TULSA, Oklahoma - Tulsa's Olympic dreams appear to be over, even though city leaders say there never was an official bid on the table. A Tulsa businessman had been leading the charge, but now the mayor and Chamber of Commerce say they can't support it.

In a Tuesday morning news conference, the Tulsa Chamber of Commerce said hosting the 2024 Summer Olympics games is not the "focus area for the commission at this time."

Neil Mavis, the man behind Tulsa's Olympic vision says this was a chance to give our state international attention. Only now that dream has been put to rest.

Tulsa has been the home to a number of sporting events. There's the Bassmaster Classic, the NCAA basketball tourney, and Tulsa Tough. But something you won't be seeing here are the Olympic rings.

Ray Hoyt of the Tulsa Sports Commission and Mayor Dewey Bartlett took to the podium Tuesday to declare that the Olympics and Tulsa do not go together.

"I announce today that we are not actively seeking an Olympic bid nor supporting it," said Ray Hoyt, executive director of the Tulsa Sports Commission.

The U.S. Olympic Committee recently sent letters to 35 cities, including Tulsa, to gauge which cities would be interested in making a bid for the 2024 summer games.

Tulsa officials say the Tulsa area would be a good place for Olympic trials for basketball or equestrian events, but the city lacks the infrastructure to support Olympics.

"We aspire to do great things in Tulsa, but it has to be reasonable," said Ray Hoyt, Tulsa Sports Commission executive director.

"I don't want to throw cold water on Mr. Mavis' program or his opportunity, I just know that what I know in 20 years of my experience in the sports industry is that there are things that fit for communities and there are things that don't," he said.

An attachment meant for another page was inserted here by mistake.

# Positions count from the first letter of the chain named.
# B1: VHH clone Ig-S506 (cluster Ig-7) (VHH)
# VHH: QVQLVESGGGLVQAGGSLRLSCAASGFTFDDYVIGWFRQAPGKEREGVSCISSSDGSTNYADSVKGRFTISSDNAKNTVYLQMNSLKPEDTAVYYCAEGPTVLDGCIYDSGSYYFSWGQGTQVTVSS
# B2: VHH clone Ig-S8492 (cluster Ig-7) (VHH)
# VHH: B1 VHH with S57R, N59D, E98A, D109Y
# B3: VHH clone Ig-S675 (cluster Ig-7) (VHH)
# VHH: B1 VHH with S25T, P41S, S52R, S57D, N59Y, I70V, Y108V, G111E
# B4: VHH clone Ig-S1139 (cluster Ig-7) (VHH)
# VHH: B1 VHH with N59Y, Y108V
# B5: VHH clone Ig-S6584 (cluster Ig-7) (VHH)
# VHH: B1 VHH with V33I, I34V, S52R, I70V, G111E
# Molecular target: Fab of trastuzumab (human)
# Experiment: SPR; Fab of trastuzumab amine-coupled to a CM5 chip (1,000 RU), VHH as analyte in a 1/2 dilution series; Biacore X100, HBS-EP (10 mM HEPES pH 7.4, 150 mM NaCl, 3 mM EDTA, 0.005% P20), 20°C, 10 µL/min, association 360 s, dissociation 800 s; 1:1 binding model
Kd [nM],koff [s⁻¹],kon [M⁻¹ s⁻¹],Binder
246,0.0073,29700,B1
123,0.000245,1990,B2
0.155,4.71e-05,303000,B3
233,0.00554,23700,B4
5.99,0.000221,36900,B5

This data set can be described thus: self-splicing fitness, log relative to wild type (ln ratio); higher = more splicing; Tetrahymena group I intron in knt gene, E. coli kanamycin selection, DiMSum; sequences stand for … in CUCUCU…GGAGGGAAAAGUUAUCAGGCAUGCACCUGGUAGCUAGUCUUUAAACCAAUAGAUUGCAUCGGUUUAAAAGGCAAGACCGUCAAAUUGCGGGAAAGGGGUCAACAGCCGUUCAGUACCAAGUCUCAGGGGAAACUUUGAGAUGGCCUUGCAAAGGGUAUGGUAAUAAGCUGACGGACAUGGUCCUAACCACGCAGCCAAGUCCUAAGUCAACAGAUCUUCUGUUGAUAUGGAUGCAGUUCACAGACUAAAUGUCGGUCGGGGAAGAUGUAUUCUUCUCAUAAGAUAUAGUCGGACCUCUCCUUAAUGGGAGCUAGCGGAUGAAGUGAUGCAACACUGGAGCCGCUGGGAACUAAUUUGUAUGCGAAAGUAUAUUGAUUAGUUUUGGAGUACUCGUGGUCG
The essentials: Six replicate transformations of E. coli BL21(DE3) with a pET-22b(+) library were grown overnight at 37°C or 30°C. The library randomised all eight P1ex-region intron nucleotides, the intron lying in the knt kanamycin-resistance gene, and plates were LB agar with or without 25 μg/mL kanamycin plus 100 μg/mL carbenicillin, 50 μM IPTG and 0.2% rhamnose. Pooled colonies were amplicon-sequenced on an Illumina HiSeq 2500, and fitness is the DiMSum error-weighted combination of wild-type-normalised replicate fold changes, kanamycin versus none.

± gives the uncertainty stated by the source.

Mavis is a Tulsa businessman and the one leading the charge to bring the 2024 Summer Olympics to Oklahoma.

"I think that nobody has really looked at all the numbers. I've got the research," Mavis said. "A lot of people have JMTC'd, jumped to conclusions."

Mavis has been working on bringing the Olympics to Tulsa for the past five years. He says it would be modeled after the Atlanta games and spread events across Oklahoma, from Norman to Tahlequah. He has a web site which is promoting the idea.

His effort recently got the attention of the New York Times. Its Sunday edition called Mavis' project a 'Heartland Olympic Dream."

That article spurred others, including one from Deadspin which called his quest, adorable.

"Unfortunately the timing of the Times article was completely unexpected, the impact of it was completely unexpected," Mavis said.

The Sports Commission says the media fallout has overshadowed their real goals, find sporting events that Tulsa can support without plunging the economy into the red.

"You don't bankrupt a state or a community or a region for something that's probably going to bring you three weeks worth of exposure," said Ray Hoyt of the Tulsa Sports Commission.

The Tulsa Sports Commission has recruited the following events for the city of Tulsa:

  • AC Milan Heartland Cup, July 12 – 14, 2013
  • USA Track and Field Masters 15k Championships, 2013 – 2015
  • NCAA Women's Golf Championships, 5/20 – 5/23, 2014
  • USA Volleyball High Performance Championships, 7/20 – 7/25, 2014
  • National Bikers Roundup, 7/30 – 8/3, 2014
  • Tim Selinski U.S. Masters Golf Championships, 4/25 – 4/27, 2014
  • BMX Grand Nationals, 11/27 – 11/30, 2014
  • BMX Sooner Nationals, January 2014

They are also pursuing bids for a Big XII conference championships, NCAA championships and several national championships for Olympic sports, according to Zach Fort of the Tulsa Sports Commission.

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